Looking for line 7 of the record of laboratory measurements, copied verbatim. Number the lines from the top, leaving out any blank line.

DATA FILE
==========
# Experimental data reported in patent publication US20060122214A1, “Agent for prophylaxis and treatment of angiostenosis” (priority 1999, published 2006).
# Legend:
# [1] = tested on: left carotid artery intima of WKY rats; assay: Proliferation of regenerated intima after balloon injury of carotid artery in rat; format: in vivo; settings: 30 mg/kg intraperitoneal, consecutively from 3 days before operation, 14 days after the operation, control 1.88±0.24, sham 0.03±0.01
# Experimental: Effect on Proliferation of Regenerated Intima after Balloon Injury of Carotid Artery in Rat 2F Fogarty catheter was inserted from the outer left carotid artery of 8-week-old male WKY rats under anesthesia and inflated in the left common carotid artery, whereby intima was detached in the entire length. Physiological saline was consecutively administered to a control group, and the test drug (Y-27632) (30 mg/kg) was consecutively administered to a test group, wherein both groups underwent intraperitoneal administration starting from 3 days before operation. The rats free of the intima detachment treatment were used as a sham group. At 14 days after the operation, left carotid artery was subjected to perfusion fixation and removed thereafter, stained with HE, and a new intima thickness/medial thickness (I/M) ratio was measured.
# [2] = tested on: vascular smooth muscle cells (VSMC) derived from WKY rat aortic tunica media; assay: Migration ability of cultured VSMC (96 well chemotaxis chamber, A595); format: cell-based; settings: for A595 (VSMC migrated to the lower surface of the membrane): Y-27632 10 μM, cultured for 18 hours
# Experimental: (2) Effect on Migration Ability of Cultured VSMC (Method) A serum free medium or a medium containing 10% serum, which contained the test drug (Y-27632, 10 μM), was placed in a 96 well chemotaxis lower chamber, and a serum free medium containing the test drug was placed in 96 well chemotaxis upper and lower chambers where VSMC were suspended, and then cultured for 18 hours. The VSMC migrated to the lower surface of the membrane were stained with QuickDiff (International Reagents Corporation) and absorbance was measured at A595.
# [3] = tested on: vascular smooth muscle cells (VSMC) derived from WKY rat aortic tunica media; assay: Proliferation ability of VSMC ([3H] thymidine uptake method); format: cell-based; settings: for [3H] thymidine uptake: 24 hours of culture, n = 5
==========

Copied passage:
# [3] = tested on: vascular smooth muscle cells (VSMC) derived from WKY rat aortic tunica media; assay: Proliferation ability of VSMC ([3H] thymidine uptake method); format: cell-based; settings: for [3H] thymidine uptake: 24 hours of culture, n = 5